Many of the men, who attended a recent ceremony presided over by Army commander General Prayuth Chan-ocha, insist they have nothing to do with the continuing violence in the deep South and do not see eye-to-eye with the separatist cause.
"We never feel discriminated against, or welcomed by the separatist cause," Yerraheng Sulong, 24, a rubber tapper said.
"I have always felt comfortable and at home living in Thailand. I don't know who puts me in a category deemed 'hostile to the state' - and I don't know anyone in that category either," he added.
"I feel happy and proud today that Thai authorities are making efforts to solve this basic problem for residents. If such projects were introduced to southern provinces earlier, this feeling [of discrimination] would not have affected locals in the region."
Yerraheng said all male adults in his neighbourhood had been subject to arrest warrants or summonses for reasons that were unclear. The father of one boy said he saw warrants with his name.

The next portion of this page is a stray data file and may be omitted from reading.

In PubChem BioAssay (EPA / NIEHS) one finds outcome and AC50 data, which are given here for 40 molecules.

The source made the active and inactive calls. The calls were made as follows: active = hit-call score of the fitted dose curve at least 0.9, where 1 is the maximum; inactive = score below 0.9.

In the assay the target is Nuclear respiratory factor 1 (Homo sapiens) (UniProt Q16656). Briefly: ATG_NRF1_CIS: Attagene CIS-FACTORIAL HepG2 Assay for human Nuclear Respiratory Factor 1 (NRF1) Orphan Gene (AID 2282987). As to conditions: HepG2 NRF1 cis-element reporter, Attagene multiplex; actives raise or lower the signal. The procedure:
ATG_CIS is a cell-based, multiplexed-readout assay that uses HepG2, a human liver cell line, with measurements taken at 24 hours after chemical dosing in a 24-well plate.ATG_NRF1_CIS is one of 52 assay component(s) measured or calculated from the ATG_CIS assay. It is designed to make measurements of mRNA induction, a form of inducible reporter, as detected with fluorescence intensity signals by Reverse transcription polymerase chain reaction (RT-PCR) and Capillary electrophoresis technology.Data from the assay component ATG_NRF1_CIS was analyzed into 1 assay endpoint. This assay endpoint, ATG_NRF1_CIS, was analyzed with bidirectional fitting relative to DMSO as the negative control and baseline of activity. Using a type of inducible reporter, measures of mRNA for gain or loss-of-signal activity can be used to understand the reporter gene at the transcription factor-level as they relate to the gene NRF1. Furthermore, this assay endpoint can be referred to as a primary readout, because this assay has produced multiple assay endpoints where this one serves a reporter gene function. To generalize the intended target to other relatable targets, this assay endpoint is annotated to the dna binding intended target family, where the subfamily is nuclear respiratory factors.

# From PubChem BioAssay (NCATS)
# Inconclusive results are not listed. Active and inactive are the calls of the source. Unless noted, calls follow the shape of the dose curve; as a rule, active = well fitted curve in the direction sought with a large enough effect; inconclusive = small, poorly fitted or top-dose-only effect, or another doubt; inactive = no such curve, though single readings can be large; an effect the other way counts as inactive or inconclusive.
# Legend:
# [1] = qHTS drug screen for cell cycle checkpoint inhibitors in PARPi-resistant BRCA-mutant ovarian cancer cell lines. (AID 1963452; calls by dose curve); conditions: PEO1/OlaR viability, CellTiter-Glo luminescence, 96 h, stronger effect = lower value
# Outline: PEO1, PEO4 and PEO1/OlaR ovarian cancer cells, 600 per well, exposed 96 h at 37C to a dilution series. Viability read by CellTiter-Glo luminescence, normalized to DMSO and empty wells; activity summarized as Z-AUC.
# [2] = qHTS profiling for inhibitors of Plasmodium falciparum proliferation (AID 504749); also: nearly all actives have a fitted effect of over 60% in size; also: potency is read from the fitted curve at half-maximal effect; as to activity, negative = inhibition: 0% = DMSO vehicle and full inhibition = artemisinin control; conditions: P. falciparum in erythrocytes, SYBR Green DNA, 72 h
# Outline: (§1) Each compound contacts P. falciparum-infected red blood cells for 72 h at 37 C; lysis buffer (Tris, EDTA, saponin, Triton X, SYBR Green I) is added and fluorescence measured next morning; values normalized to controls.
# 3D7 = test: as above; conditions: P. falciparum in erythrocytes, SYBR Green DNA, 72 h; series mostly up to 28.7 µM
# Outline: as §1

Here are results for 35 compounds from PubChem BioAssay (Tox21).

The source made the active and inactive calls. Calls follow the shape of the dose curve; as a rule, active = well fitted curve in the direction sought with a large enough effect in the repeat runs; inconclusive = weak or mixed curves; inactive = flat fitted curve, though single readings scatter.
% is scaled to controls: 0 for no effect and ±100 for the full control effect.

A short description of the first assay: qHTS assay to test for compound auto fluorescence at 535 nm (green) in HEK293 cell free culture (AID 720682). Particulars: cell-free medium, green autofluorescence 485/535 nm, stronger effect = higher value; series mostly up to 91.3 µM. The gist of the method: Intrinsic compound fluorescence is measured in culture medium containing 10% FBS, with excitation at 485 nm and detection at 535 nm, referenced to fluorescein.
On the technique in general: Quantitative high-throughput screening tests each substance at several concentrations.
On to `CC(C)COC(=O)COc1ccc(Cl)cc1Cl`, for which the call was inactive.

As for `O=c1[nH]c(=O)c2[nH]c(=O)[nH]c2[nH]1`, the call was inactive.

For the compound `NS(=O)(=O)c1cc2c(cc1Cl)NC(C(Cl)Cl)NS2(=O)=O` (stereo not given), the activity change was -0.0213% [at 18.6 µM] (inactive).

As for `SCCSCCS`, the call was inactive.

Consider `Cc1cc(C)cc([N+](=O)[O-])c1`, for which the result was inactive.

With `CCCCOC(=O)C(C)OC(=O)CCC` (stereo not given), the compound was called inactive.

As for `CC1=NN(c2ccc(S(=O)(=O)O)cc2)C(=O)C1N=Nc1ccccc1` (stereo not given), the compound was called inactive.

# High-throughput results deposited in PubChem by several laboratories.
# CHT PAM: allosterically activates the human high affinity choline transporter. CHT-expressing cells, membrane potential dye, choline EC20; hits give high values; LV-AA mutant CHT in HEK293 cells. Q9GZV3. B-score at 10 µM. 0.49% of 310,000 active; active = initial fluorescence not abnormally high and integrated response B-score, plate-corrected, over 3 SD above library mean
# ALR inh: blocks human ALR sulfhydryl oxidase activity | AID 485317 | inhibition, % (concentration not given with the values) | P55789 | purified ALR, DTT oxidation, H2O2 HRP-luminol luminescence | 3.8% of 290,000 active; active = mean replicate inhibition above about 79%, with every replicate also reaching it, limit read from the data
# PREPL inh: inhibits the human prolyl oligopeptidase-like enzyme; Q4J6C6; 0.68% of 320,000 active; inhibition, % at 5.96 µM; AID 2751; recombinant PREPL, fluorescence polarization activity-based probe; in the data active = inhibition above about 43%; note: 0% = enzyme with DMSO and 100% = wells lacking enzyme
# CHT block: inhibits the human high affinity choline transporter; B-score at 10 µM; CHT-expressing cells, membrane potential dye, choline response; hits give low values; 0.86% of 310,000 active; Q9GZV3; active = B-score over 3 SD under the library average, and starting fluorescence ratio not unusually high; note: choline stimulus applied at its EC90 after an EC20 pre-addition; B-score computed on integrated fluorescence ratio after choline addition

Abdullahshi Sagunmahor, 51, an uncle of Yerraheng, said residents in his village had not cooperated with security officials during their patrols or intelligence gathering trips, because they feared reprisals from insurgents. This could be a reason why men in both neighbourhoods had been subject to warrants and summonses.
The man said his son had worked at a tom yam kung shop Malaysia, after fleeing from Thailand, when he was accused of being behind a bomb attack four years ago. The unnamed man reported to the Bring People Home scheme last month and has since returned to work in Malaysia.
Mayuewan Hayiroh, 32, a resident in Yala, said he was wanted under the Emergency Decree in 2005, one year after an insurgent raid on an Army barracks in Narathiwat, which saw four soldiers killed and a large number of assault rifles looted.